What emerges from this insight is the importance of each and every person in the world, and that in the Jewish world each person’s contribution is unique, and therefore essential to carry on our mission. We live, unfortunately, in a society where people do not value their individuality and most don’t feel that they make a difference. We live in a democratic society, a country that allows us to make our opinions know, yet less than half of the population votes on Election Day, even though their voice could make a difference. We live in a world of statistics, instead of real numbers. Polls are taken by using sample data instead of real evidence.

There is the famous story of the town that had exactly ten Jews in it. Every morning in synagogue they managed to get a Minoan. (Quorum of ten to pray in a communal service) Everybody knew that they counted, so they made absolutely sure to be there, lest the people couldn’t begin the service. One day an eleventh Jew moved into town, and the next day there was no Minyan! Because everybody said that now we have an extra person, and therefore they don’t need me.

In Judaism we say, that we do need you. There are no extra Jews in the world, and therefore each and every one of us has a unique task and contribution that we can make to this world. The Talmud says, that just as no two people look the same, which to me is one of the marvels and a virtual proof  of creation; so too, no two people have the same intellectual, spiritual or philosophical components as anyone else in this world. What I can offer to the world, you cannot, and what you can offer, I cannot – and therefore, everyone must see themselves as personal ambassadors of God who were put on this earth for a very special mission.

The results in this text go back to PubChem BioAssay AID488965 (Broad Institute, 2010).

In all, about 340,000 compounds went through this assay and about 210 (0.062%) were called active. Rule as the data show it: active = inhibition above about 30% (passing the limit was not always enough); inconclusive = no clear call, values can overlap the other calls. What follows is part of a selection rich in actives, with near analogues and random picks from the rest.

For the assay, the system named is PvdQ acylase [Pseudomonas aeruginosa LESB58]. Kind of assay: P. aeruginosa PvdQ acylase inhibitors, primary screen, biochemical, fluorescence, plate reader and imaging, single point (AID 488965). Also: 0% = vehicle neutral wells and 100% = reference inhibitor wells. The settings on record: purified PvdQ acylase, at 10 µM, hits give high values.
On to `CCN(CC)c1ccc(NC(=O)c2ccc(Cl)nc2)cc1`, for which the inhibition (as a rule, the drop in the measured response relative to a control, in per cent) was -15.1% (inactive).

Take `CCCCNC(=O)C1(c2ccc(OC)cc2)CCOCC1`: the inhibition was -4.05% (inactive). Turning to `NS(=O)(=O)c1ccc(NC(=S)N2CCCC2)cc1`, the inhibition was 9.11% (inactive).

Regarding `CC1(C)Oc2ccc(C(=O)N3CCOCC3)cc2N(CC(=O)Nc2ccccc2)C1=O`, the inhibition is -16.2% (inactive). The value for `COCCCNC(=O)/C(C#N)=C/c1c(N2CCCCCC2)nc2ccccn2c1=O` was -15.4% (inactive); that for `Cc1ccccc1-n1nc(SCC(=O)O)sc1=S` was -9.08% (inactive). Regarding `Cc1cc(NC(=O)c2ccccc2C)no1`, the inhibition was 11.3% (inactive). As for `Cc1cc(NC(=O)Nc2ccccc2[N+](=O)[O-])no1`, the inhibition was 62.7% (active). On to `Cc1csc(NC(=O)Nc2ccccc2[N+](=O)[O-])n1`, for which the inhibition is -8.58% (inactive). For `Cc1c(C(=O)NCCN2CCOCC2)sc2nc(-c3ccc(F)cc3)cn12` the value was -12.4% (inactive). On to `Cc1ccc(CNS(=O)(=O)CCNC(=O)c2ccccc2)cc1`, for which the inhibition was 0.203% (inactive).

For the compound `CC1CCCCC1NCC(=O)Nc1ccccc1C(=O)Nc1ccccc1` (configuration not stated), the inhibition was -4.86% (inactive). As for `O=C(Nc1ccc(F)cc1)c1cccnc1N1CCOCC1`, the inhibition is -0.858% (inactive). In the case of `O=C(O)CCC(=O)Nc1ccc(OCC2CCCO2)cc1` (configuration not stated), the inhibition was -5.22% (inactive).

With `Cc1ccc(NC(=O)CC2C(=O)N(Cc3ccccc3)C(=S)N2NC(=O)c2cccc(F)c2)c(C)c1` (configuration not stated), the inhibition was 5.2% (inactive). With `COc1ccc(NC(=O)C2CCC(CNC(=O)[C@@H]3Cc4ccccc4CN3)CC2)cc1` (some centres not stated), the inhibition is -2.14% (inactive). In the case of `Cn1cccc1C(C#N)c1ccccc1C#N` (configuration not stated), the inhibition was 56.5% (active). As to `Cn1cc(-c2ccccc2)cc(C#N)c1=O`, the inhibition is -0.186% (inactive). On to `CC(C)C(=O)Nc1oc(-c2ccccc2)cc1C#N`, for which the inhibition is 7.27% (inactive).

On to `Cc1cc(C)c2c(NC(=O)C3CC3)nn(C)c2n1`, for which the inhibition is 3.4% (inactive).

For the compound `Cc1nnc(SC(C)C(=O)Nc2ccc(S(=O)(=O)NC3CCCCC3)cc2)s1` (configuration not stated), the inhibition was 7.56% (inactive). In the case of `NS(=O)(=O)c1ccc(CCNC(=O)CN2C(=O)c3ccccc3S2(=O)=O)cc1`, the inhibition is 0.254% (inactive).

Abraham is able to get God to, so to speak, acquiesce, if he finds ten who are righteous. Ten who are righteous can save the city, because if there is a quorum of good people. One individual group – they have the strength to overturn a heavenly degree, on the basis that they can reform the city. All too often, we underestimate our strength and the influence we can have over others. Whether we know or not, whether we like it or not – every Jew is a light, not only to the nations, but to his/her fellow Jew. If we act in an appropriate manner, strive for nuggets of spirituality, and aim to live as moral, decent and honest people, so these virtues are contagious, and have an exponential and cosmic effect to all who are among us.

If ten of us have the power to save a Sodom, what shall we say about the potential that the twelve million Jews in our world have to change the universe by adding to their spirituality? Adding, by learning a bit more and by slowly committing to take on an extra Mitzvah when they are ready.
How do we maximize our spiritual potential, and make the world a better place?

One Jew at a Time!